Pakistan's freshwater and marine ecosystems are of great significance as they serve as critical breeding, rearing, staging and wintering grounds for a number of globally important species. During the migration season, over one million waterfowl from 108 species use the extensive deltas, shallows and other wetlands. As Pakistan is a predominantly arid and semi-arid country, these ecosystems have a significant economic value, as people, livestock and wildlife are dependent on them for their livelihood and survival.
With global warming on the rise, these essential wetlands are drying up. Every year less freshwater reaches the Indus delta; freshwater that is essential for the survival of the mangrove ecosystem, which in turn is vital to the continued existence of countless human communities, their livestock and the wild animals, including birds, who live around the mangroves.
WWF - Pakistan works to ensure the active participation of all stakeholders in making decisions on the protection and management of marine and wetland ecosystems. Partners in conservation include local communities, line departments and other NGOs.
Astola Island is the biggest offshore island in the Arabian Sea. Possessing a unique habitat, it has been identified by WWF - P as part of a Global 2000 eco-region. Astola Island requires urgent conservation efforts as the natural ecology is being damaged due to the introduction of feral cats by local fishermen. The main interventions will be raising community awareness, carrying out a natural resource inventory, assessing the economic value of resources and exploring avenues of sustainable use which can benefit the local community.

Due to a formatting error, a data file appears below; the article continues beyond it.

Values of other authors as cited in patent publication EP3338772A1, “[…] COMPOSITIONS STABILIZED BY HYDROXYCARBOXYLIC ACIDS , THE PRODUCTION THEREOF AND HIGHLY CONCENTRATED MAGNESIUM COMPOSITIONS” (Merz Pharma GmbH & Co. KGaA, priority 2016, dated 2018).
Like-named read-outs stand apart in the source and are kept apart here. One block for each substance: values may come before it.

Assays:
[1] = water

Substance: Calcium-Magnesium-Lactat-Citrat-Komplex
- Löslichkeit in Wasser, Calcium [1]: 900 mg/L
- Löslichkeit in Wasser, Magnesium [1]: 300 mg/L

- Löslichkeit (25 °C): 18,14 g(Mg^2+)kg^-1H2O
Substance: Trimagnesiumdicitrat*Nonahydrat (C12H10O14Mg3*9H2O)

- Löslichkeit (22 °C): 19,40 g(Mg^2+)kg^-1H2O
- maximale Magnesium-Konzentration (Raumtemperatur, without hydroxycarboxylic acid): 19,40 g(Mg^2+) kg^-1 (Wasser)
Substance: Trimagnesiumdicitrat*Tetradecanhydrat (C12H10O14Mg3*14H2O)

A few fishermen and their pet cats on a trip to an island. Hardly a life-threatening situation? Don't be deceived. They unwittingly managed to almost destroy an entire ecosystem. On finding a small island ideal for fishing, fishermen from Balochistan decided to bring their cats along to their place of discovery in order to rid it of its resident vermin. What they didn't realise was that by doing this, they would trigger a change of events that would lead to devastating changes in the island's habitat.
Located 25 km southeast off the Balochistan coast, Astola is the largest offshore island in the Arabian Sea with an extremely high rate of endemism. A simple unit isolated from the mainland, the island is characterised by a mixture of rocky and sandy habitats. For a while a mystery destination, Astola housed a unique and pristine ecosystem, until the all too familiar damaging footprint along with this pet's paws fell upon it. WWF-P plans to initiate an awareness raising programme in Astola Island as a first step towards a community-based conservation programme to reverse the degradation of the Island's unique biodiversity.
Jiwani lies to the extreme west on the Makran coast, close to the Pakistan - Iran border. Being free from pollution, Jiwani is reminiscent of a South Sea island, with vast streches of sandy beaches giving onto the clean, clear green waters of the Arabian Sea.
For the same reason, Jiwani is rich in biodiversity.
Recently, WWF-Pakistan established the Jiwani Conservation and Information Centre (JCIC). The aim is to contribute towards the conservation of biodiversity in the area, through information dissemination.
Located at a site overlooking the Arabian Sea, the JCIC contains facilities for seminars, meetings etc. It has exhibits/displays related to the surrounding biodoversity.